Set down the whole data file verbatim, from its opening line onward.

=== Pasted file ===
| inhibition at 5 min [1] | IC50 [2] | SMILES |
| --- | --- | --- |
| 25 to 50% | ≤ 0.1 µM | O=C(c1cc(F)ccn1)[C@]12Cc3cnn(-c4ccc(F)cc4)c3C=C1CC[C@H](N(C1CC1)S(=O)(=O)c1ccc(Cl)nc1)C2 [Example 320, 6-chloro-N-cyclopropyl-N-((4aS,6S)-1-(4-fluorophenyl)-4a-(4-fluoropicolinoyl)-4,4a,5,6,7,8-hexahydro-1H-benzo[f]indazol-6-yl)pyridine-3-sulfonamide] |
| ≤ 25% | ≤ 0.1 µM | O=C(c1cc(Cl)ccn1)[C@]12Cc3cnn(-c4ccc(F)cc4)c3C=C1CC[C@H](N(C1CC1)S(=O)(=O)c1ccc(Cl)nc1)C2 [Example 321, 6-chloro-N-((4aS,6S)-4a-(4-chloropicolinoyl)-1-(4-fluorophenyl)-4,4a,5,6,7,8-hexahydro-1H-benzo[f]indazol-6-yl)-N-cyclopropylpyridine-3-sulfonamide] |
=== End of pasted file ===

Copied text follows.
| inhibition at 5 min [1] | IC50 [2] | SMILES |
| --- | --- | --- |
| 25 to 50% | ≤ 0.1 µM | O=C(c1cc(F)ccn1)[C@]12Cc3cnn(-c4ccc(F)cc4)c3C=C1CC[C@H](N(C1CC1)S(=O)(=O)c1ccc(Cl)nc1)C2 [Example 320, 6-chloro-N-cyclopropyl-N-((4aS,6S)-1-(4-fluorophenyl)-4a-(4-fluoropicolinoyl)-4,4a,5,6,7,8-hexahydro-1H-benzo[f]indazol-6-yl)pyridine-3-sulfonamide] |
| ≤ 25% | ≤ 0.1 µM | O=C(c1cc(Cl)ccn1)[C@]12Cc3cnn(-c4ccc(F)cc4)c3C=C1CC[C@H](N(C1CC1)S(=O)(=O)c1ccc(Cl)nc1)C2 [Example 321, 6-chloro-N-((4aS,6S)-4a-(4-chloropicolinoyl)-1-(4-fluorophenyl)-4,4a,5,6,7,8-hexahydro-1H-benzo[f]indazol-6-yl)-N-cyclopropylpyridine-3-sulfonamide] |